This is a photo diary of my costuming "travels"; where I've learned and struggled to make historical costumes for myself. They're not always pretty, but always fun, most of the time. And I want to share with others what I learn along the way. **You can find me on Facebook, or have my posts delivered to your email by signing up at the lower part of the right column.**

About Me

My photo
HI, my name is Val. I'm a member of Costumer's Guild West in Los Angeles, Dean Emeritus of 2018 Costume College; Past President of the San Diego Costume Guild, member of Orange County Costume Guild, and a representative of the San Diego History Center. I make my own historical costumes but don't sell any unless I get tired of one.The eras I've made so far are 1770 up to 1918. My favorite is the 1880s bustle.


Tuesday, January 31, 2012

Costume Pattern Reviews on Facebook

If you're on Facebook, I've set up a group called Costume Pattern Reviews. I'm looking for people who are willing to share their experiences with using costume patterns so other people can learn from that. 
When you go there, click on the button to Request to Join.   I (Val) will approve you shortly afterwards.
I've asked people to post a photo of their completed costume, along with a short review of the pattern, and any problems they might have had with it. Also rating it as Beginner/Intermediate/Advanced pattern. At the top of the page you'll see it has Doc's listed. Just click on it to read the guidelines. There are photo albums there also where you can add the photo of the pattern you used if its not there already. If someone else has reviewed it already, feel free to add yours too.

My group is similar to The Great Pattern Review by the Greater Bay Area Costume Guild, which is an amazing resource too. Its been in existence for years and the list of patterns reviewed is huge.

Friday, January 27, 2012

1914 Lavender Downton Abbey inspired gown

January 27, 2012
I'm planning this outfit for my costume guild's visit to the Titanic exhibit in San Diego and luncheon on May 5 this year. I've just started this outfit and because its a new pattern for me, and one of those vintage 1914 ones, its going to be a struggle. Besides not having familiar pattern markings, it uses different terms for things, like foundation, waist, shirring, tunic, regulation or high waistline. You get the picture.
The pattern I'm using is McCall's 6053.
    The front page & instructions are just a photo copy of the original pattern owned by the company I purchased this from. Sadly the lower right corner of the pattern was torn and the person who copied it didn't consider taping it back together before copying it. So it's almost illegible, and the pages have been copied so many times that the printing is offset, making it even harder to read the instructions. It has an entire back page of instructions but they don't seem to be in a chronological order, according to my brain, and seems to jump around from piece to piece.
  You may think at this point I was ready to give up. I did set it aside for a few days but kept looking at fashion prints of dresses similar to it and falling in love with it again. So I kept reading the instructions, & asking around to see if anyone else had made it or was familiar with the old McCall's patterns. I got a bit of help with some translations of the terms but on my pattern piece for the collar/vestee, which is one long piece, it has so many circles (originally perforations) that I can't connect the dots. That's what this is like, connecting the dots. And those dots can mean anything from straight of grain, darts, pleats, whatever. The three +'s means cut it on the fold. It also says there is only one half of each pattern, so in my modern mind that means cut two. Wrong. Getting further into the pattern, apparently I have to cut 4 of some of them but alter the width to be used separately as either one of the two vest styles or the foundation. In other words, the outside bodice and the inside bodice, which is mainly just a shell with a collar and a skirt attached to it. Confused? Me too. And I haven't even gotten to the skirt yet.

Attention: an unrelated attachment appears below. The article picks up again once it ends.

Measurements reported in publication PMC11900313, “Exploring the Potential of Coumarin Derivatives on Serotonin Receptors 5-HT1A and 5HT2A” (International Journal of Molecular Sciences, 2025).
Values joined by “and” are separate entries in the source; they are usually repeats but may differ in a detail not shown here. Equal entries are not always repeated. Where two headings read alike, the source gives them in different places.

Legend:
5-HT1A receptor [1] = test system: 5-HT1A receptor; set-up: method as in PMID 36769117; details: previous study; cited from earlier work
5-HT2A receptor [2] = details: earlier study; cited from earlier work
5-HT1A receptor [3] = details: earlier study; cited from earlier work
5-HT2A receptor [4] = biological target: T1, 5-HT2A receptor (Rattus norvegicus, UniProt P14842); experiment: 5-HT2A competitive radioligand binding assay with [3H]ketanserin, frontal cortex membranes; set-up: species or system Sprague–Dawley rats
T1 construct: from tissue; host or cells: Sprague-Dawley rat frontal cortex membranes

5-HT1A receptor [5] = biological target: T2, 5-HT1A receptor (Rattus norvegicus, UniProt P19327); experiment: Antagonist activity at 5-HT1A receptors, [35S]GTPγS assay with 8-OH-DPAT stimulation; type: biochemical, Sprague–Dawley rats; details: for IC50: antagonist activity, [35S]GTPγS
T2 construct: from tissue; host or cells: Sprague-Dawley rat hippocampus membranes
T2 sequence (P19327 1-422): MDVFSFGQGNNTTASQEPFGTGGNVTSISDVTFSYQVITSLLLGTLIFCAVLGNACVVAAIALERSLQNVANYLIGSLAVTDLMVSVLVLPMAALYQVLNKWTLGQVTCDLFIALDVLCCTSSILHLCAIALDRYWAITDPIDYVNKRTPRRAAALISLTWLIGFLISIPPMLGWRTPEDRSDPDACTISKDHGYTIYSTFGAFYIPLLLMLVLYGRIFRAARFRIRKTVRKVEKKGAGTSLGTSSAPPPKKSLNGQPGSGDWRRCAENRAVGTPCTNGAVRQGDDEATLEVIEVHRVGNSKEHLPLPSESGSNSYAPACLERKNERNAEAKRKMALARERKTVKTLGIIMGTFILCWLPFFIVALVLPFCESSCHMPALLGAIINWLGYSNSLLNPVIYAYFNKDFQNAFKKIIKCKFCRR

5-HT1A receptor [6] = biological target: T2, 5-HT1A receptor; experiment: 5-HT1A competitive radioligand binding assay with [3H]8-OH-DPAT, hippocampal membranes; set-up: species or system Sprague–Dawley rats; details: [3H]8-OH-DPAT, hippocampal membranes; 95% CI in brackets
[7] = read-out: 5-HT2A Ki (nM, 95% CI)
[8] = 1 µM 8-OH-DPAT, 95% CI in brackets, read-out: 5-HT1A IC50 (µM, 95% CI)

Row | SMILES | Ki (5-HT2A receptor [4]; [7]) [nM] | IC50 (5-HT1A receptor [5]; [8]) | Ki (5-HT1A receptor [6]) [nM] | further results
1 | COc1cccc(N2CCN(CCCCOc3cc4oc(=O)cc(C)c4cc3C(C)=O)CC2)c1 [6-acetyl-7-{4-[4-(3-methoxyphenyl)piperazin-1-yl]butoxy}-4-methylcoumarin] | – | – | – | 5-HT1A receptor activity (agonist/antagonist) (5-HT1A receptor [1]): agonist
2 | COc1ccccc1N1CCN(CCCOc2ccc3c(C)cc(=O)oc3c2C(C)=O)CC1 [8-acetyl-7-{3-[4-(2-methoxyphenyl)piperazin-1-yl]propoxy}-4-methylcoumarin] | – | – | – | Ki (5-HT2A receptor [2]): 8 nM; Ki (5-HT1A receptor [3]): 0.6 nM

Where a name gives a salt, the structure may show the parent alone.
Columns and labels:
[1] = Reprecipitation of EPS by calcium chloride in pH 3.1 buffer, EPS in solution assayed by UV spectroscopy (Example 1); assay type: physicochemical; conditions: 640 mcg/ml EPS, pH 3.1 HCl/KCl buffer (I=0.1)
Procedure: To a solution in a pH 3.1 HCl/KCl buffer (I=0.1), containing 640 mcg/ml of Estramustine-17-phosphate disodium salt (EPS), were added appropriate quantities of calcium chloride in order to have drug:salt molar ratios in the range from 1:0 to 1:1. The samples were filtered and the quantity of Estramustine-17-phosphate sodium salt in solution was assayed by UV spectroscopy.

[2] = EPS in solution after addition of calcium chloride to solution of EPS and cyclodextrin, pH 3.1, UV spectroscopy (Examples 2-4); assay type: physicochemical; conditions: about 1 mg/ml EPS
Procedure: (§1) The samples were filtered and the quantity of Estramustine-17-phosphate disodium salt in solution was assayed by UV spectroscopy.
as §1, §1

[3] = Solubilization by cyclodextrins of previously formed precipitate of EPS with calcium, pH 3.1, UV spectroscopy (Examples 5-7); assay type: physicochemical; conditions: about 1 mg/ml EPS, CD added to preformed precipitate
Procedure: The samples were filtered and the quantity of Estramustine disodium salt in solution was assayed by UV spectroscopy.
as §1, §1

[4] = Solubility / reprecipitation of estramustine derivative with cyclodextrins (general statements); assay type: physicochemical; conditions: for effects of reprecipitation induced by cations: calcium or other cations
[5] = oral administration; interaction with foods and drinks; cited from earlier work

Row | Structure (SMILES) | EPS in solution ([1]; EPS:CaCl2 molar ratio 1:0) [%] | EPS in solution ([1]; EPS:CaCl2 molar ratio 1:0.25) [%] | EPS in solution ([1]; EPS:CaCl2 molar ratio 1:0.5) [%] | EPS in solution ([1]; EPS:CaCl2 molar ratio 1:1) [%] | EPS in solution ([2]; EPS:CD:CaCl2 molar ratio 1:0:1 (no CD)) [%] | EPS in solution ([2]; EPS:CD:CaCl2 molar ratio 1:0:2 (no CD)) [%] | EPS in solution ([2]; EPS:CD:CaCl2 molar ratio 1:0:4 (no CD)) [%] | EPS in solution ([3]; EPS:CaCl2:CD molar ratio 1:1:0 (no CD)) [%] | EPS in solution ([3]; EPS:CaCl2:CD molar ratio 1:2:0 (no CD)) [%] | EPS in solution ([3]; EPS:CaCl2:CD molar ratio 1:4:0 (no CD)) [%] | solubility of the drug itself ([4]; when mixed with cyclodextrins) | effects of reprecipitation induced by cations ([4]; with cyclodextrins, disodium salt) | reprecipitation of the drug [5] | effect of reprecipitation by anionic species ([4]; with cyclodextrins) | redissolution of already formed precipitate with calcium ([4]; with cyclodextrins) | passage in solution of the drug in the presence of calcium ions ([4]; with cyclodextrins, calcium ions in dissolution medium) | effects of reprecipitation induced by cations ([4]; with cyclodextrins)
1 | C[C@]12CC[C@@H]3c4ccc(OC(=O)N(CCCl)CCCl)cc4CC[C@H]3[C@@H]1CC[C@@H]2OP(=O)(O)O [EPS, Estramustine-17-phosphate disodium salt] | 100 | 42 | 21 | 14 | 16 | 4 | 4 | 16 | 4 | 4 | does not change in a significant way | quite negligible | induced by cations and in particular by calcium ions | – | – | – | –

My first confusion was with the dress itself. I couldn't tell if it was a dress with collar and sleeves w/ two skirts, or a bodice with a separate skirt. It doesn't give much information on the skirt/tunic. I'm assuming tunic means the skirt. If not, I'm in big trouble.
   To make the pattern clearer to me, I photocopied the front & back pictures and colored in what I think are the two separate pieces. The one on the left shows the outside bodice and tunic. This middle is the foundation dress that has the bottom part of its skirt that will show on the outside. I still don't know how to make the foundation garment because I can't tell if the under bodice is just a repeat of the outside but very long, or somehow you attach the foundation skirt up into the collar/vestee.
   In reading more on the outside dress, it sounds like the belt is sewn on to the bottom of the bodice, and the other half to the skirt/tunic. I'm doing the one that has a large sash-type belt so I may do it my own way and have them separate. The last part of the directions faded off the photocopy so I have no idea what that part was.
   I had a specific fashion print and color I want to make but decided to try and use fabric from my stash before buying anymore just in case I screw this up. I had a very pretty lavendar linen blend but the pattern calls for 7 yds (40" wide) and I only had 4. The 7 yds doesn't even include the foundation fabric for the part of the skirt under the tunic that doesn't show (which can be a plain cotton) nor the contrasting fabric for the collar/vestee. But luckily when I laid out my lavender it was 62" wide, so I had enough fabric as long as I made the back bodice with a seam instead of on the fold.
   I first made up a muslin to try the bodice out and see if I was doing it right. Its pretty loose but according to the picture its kind of loose anyhow. It has some shirring/gathering in the lower back. Yesterday I cut out my lavender, and just to rest my brain a bit, sewed up the side seams on the skirt/tunic. I've left the pleating part of that till later. Last night I sewed up the outside bodice with its front pleats and the side seams. So here it is just loosely hanging on my dress form.

   It still looks very loose under the arms but until I put the shirring/gathering in the back, I'm not altering that. I'm so used to form fitting Victorian dresses that I keep wanting to do that to this dress. The skirt/tunic has groups of wide pleats around it so I need to figure out the markings for that.
Now I need to decide what kind of white fabric I want for the collar/vestee to be. The fashion prints I've seen look pretty plain. But I feel some lace calling to me.

Wednesday, January 18, 2012

A Winter Tea at the Biltmore Hotel

January 15, 2012